Our eyes grew wide in disbelief at the yelling, shoving crowd. We had been warned, to be fair, that our trip to the Mogamma, the towering government building in Tahrir Square, would be difficult. But this was something entirely otherworldly. We clutched our passports to our chests and braced ourselves against elbows to the ribs. Everyone there needed to get to that one plexiglass window at the front of the room. On the other side were the stamps that would allow us to stay in the country.
We came to Egypt on tourist one-month entry visas in faith that the system would work and we would be allowed to stay. We didn’t act like there was any other option when we signed a two-year lease and enrolled in Arabic classes. But we needed someone on the other side of the mob to take our papers and give us final permission.
We tell our immigration stories fondly now from the other side. They felt like harrowing experiences while we were in the middle of them though. Years after we moved back to the U.S., we went through the process again. We hounded the guy at the Bangladeshi Embassy daily. He could have denied our visas because of a changing rule we didn’t know about. Instead, he gave us a call and a chance to make it right. Our entire life was already packed up in ten suitcases and the one-way plane tickets had been purchased. Yet he held the power to deny us entry into the new life we sought. In the end, we got the highly-coveted five-year permission that others told us they were jealous of. “How easy it was for you,” they would say.
I’ve been an immigrant twice and I’ve served with an organization that worked in relief and development amidst one of the largest refugee crises of our time. I’ve helped bring aid to those who fled. I listened to and wrote stories so that donors would hopefully continue to help. I stood looking over the vast rolling hills of the world’s largest refugee camp and thought I knew something about the vulnerability of a transitory life. I knew nothing.
When I started listening, really listening—I realized how one-sided my knowledge was of why people leave and why people need sanctuary. For years, I volunteered in refugee resettlement in the U.S. and then with the Rohingya camps in Bangladesh. It was sitting in the living room of a Bangladeshi friend that I realized I had closed my eyes to the obstacles to entering the U.S. or other places that offer safety, the realities of immigration, and the ways we make it harder for those already in peril.
I knew our friend’s daughter went to college in the U.S. and asked about her off-handedly. The mother’s eyes turned red and she looked away. She hadn’t seen her daughter since she left for college and didn’t know when or if she would see her again. Because of their work with the church, their lives had been repeatedly threatened. When her daughter went to the U.S. on a student visa, she claimed and was granted asylum. She could stay because she had proven she feared for her life if she returned. Immigration rules had changed and her family, however, could not get visas to visit her.
I saw the pain of a mother separated from her daughter, maybe forever. Yet, she chose to do what was best for her child. I didn’t dare ask about her teenage son in the other room and what the future held for him.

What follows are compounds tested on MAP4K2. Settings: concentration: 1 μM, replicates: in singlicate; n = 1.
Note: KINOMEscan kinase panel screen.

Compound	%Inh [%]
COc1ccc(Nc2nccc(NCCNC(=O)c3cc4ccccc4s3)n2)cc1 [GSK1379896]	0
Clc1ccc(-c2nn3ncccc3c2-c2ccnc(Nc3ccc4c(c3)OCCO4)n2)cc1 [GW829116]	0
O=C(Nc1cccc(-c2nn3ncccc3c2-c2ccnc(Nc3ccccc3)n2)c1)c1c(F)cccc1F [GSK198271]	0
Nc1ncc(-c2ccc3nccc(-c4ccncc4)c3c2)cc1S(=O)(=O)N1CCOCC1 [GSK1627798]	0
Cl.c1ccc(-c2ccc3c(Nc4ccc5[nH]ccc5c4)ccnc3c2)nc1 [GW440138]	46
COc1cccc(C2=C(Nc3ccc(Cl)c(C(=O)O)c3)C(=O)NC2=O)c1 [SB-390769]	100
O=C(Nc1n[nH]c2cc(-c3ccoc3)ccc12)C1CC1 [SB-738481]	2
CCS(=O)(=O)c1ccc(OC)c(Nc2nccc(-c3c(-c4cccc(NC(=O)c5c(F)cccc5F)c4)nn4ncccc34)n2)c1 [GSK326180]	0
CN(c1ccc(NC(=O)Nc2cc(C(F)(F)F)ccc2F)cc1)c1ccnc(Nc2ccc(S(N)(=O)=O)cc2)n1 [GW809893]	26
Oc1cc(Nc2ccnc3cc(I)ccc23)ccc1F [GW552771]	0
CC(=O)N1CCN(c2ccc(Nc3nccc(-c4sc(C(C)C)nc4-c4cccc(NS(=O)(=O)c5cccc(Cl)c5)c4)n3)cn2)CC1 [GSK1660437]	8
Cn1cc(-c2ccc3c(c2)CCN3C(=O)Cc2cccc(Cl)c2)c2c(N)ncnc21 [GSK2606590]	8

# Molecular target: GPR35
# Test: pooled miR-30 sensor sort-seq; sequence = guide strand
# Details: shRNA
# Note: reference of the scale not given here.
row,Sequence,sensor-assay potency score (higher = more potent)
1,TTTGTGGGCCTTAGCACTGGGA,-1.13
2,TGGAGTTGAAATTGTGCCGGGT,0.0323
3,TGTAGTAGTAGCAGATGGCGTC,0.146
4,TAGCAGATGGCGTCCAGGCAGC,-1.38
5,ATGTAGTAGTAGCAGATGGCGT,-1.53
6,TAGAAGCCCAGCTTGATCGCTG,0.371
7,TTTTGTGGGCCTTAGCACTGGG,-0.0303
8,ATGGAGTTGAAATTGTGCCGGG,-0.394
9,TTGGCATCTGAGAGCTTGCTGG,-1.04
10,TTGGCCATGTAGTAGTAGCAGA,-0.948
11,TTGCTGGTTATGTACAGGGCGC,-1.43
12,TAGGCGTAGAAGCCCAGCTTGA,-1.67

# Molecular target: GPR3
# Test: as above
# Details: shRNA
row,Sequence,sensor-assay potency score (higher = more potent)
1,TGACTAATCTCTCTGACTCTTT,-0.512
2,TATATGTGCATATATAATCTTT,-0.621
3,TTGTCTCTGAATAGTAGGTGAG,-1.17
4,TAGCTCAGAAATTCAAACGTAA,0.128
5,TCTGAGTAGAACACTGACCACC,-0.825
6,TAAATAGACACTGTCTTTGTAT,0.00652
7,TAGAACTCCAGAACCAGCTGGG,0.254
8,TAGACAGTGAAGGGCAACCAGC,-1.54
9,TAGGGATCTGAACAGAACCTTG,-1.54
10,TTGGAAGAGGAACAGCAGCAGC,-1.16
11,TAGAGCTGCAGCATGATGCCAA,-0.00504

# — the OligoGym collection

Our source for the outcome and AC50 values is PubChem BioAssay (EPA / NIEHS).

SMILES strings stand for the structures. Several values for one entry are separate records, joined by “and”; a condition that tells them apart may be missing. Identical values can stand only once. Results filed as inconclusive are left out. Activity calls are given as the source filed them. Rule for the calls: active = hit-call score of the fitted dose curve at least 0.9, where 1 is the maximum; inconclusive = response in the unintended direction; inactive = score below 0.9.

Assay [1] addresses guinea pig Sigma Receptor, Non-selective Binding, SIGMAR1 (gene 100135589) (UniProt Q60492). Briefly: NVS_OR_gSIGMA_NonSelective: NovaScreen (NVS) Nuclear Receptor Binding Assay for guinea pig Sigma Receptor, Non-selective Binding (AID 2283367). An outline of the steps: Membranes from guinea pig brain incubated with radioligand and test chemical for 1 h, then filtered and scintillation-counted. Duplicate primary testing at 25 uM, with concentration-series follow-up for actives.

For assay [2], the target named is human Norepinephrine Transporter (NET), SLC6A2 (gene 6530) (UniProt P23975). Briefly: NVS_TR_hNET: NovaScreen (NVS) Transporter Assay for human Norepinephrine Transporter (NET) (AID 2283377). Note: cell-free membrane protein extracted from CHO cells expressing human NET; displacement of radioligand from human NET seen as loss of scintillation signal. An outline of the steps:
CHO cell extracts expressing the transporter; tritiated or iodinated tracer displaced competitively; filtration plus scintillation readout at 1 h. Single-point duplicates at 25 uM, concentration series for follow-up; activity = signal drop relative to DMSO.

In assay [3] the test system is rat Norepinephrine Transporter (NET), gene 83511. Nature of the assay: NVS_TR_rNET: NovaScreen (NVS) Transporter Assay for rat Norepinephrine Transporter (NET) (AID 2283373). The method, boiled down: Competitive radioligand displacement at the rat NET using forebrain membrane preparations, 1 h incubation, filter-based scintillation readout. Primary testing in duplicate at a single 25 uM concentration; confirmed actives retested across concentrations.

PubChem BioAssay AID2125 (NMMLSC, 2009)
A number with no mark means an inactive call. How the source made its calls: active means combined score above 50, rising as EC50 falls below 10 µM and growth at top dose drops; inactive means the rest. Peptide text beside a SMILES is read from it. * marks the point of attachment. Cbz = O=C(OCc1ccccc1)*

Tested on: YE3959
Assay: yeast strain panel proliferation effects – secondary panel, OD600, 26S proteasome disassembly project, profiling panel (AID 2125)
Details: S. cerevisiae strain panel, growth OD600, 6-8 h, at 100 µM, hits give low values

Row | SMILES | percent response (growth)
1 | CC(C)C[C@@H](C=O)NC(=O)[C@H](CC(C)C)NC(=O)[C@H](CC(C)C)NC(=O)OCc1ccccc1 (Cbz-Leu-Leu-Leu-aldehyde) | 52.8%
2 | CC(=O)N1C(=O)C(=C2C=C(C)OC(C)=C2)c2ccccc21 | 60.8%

That was a turning point for me, and I started listening more intently to what was happening inside our own borders. What were the laws that granted asylum? Who were we keeping out and why? This was about the same time caravans of migrants started showing up at our southern borders and then news erupted of family separation. The divide between two parties widened to what seemed like an abyss impossible to cross. The threats of walls seemed like an insurmountable barrier to climb.
I detest the name-calling, finger-pointing news reporting of our day. It feels like all it does is perpetuate more hate in a world that is dying without love. I can hardly stomach watching it anymore. And yet, I won’t look away. It was right in front of me for years and I still didn’t see it. How many of us are turning away because it doesn’t reach our front doorstep or because we can’t care about another issue?
My attempts feel feeble. I subscribe to newsletters that keeps me up to date on changes in immigration policy. I assist here at Women of Welcome in the online community to learn more about what biblical welcome looks like in the face of a country divided over who to trust and who to let in. I breathe deep as I call my governor’s office and ask them to continue allowing refugees to be resettled in our state. I steady shaking hands as I type this. Will I ruffle feathers? I keep returning to the words of Jesus: “I was a stranger and you welcomed me” (Matthew 25:35).
I have as little to lose now as I had to lose that day in the Mogamma. Someone might question my faith or political leanings. A friend might unfollow me. I am likely to say the wrong thing. I might feel uncomfortable.
If we hadn’t gotten our visa that day, it would have made life difficult for a while. Our plans for the future would have drastically changed. We could have been forced to pack up again and return to the U.S. a month after moving to Egypt. But we had a home to return to (which we did, indeed, return to within a year after some other unforeseen circumstances). We had safety, family to help us, and some savings to fall back on.
The stories I hear weekly now in the places where I am intentionally listening remind me that most people leaving home don’t have that. They don’t have the choices or the opportunities we have.
What does that mean to us, I wonder.
What does that compel us to do?